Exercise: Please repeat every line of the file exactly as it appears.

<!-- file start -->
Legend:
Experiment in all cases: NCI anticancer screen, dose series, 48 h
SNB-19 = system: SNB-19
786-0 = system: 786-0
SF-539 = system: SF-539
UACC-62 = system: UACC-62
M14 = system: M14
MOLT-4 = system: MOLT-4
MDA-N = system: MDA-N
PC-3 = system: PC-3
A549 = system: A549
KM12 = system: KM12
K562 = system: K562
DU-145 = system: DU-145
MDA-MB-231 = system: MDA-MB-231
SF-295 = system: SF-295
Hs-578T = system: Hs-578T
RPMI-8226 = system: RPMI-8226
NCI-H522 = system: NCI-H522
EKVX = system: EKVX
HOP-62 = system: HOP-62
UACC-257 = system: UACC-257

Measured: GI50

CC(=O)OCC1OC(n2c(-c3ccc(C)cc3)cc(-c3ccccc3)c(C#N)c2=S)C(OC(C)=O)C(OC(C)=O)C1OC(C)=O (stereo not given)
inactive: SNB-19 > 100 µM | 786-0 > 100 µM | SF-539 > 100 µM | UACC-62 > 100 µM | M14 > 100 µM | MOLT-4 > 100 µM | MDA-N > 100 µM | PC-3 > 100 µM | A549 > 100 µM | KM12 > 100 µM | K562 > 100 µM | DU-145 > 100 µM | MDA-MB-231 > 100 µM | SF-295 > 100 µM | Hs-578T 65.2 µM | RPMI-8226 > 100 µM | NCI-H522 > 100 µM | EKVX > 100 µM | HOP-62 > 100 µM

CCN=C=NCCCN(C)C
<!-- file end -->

Legend:
Experiment in all cases: NCI anticancer screen, dose series, 48 h
SNB-19 = system: SNB-19
786-0 = system: 786-0
SF-539 = system: SF-539
UACC-62 = system: UACC-62
M14 = system: M14
MOLT-4 = system: MOLT-4
MDA-N = system: MDA-N
PC-3 = system: PC-3
A549 = system: A549
KM12 = system: KM12
K562 = system: K562
DU-145 = system: DU-145
MDA-MB-231 = system: MDA-MB-231
SF-295 = system: SF-295
Hs-578T = system: Hs-578T
RPMI-8226 = system: RPMI-8226
NCI-H522 = system: NCI-H522
EKVX = system: EKVX
HOP-62 = system: HOP-62
UACC-257 = system: UACC-257

Measured: GI50

CC(=O)OCC1OC(n2c(-c3ccc(C)cc3)cc(-c3ccccc3)c(C#N)c2=S)C(OC(C)=O)C(OC(C)=O)C1OC(C)=O (stereo not given)
inactive: SNB-19 > 100 µM | 786-0 > 100 µM | SF-539 > 100 µM | UACC-62 > 100 µM | M14 > 100 µM | MOLT-4 > 100 µM | MDA-N > 100 µM | PC-3 > 100 µM | A549 > 100 µM | KM12 > 100 µM | K562 > 100 µM | DU-145 > 100 µM | MDA-MB-231 > 100 µM | SF-295 > 100 µM | Hs-578T 65.2 µM | RPMI-8226 > 100 µM | NCI-H522 > 100 µM | EKVX > 100 µM | HOP-62 > 100 µM

CCN=C=NCCCN(C)C